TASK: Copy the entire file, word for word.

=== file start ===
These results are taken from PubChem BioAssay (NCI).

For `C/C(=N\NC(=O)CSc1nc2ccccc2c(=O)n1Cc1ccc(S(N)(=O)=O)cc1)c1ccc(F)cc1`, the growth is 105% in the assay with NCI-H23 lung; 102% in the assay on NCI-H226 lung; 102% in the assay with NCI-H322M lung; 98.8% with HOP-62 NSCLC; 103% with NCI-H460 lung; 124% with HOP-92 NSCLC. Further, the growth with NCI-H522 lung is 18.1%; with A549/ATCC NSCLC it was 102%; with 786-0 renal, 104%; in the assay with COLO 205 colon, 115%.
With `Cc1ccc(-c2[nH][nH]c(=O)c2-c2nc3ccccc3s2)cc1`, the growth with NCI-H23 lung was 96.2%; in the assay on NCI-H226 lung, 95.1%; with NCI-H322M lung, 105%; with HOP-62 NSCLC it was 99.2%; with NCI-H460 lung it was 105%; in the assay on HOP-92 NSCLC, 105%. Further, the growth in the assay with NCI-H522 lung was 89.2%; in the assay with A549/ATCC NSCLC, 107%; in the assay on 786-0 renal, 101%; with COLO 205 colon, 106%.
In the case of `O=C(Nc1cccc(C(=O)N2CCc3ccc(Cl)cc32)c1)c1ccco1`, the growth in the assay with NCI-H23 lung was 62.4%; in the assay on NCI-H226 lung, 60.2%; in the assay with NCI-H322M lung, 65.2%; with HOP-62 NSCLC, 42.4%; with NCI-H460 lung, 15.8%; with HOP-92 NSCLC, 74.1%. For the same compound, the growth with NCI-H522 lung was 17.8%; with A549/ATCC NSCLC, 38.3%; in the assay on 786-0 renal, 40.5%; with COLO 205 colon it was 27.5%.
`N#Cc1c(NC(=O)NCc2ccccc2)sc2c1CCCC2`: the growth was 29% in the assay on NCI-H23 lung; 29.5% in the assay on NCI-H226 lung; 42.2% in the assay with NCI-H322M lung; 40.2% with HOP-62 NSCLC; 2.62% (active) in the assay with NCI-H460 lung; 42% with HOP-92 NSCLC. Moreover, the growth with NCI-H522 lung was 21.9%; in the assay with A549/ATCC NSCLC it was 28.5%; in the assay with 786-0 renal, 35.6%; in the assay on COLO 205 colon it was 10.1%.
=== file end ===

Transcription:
These results are taken from PubChem BioAssay (NCI).

For `C/C(=N\NC(=O)CSc1nc2ccccc2c(=O)n1Cc1ccc(S(N)(=O)=O)cc1)c1ccc(F)cc1`, the growth is 105% in the assay with NCI-H23 lung; 102% in the assay on NCI-H226 lung; 102% in the assay with NCI-H322M lung; 98.8% with HOP-62 NSCLC; 103% with NCI-H460 lung; 124% with HOP-92 NSCLC. Further, the growth with NCI-H522 lung is 18.1%; with A549/ATCC NSCLC it was 102%; with 786-0 renal, 104%; in the assay with COLO 205 colon, 115%.
With `Cc1ccc(-c2[nH][nH]c(=O)c2-c2nc3ccccc3s2)cc1`, the growth with NCI-H23 lung was 96.2%; in the assay on NCI-H226 lung, 95.1%; with NCI-H322M lung, 105%; with HOP-62 NSCLC it was 99.2%; with NCI-H460 lung it was 105%; in the assay on HOP-92 NSCLC, 105%. Further, the growth in the assay with NCI-H522 lung was 89.2%; in the assay with A549/ATCC NSCLC, 107%; in the assay on 786-0 renal, 101%; with COLO 205 colon, 106%.
In the case of `O=C(Nc1cccc(C(=O)N2CCc3ccc(Cl)cc32)c1)c1ccco1`, the growth in the assay with NCI-H23 lung was 62.4%; in the assay on NCI-H226 lung, 60.2%; in the assay with NCI-H322M lung, 65.2%; with HOP-62 NSCLC, 42.4%; with NCI-H460 lung, 15.8%; with HOP-92 NSCLC, 74.1%. For the same compound, the growth with NCI-H522 lung was 17.8%; with A549/ATCC NSCLC, 38.3%; in the assay on 786-0 renal, 40.5%; with COLO 205 colon it was 27.5%.
`N#Cc1c(NC(=O)NCc2ccccc2)sc2c1CCCC2`: the growth was 29% in the assay on NCI-H23 lung; 29.5% in the assay on NCI-H226 lung; 42.2% in the assay with NCI-H322M lung; 40.2% with HOP-62 NSCLC; 2.62% (active) in the assay with NCI-H460 lung; 42% with HOP-92 NSCLC. Moreover, the growth with NCI-H522 lung was 21.9%; in the assay with A549/ATCC NSCLC it was 28.5%; in the assay with 786-0 renal, 35.6%; in the assay on COLO 205 colon it was 10.1%.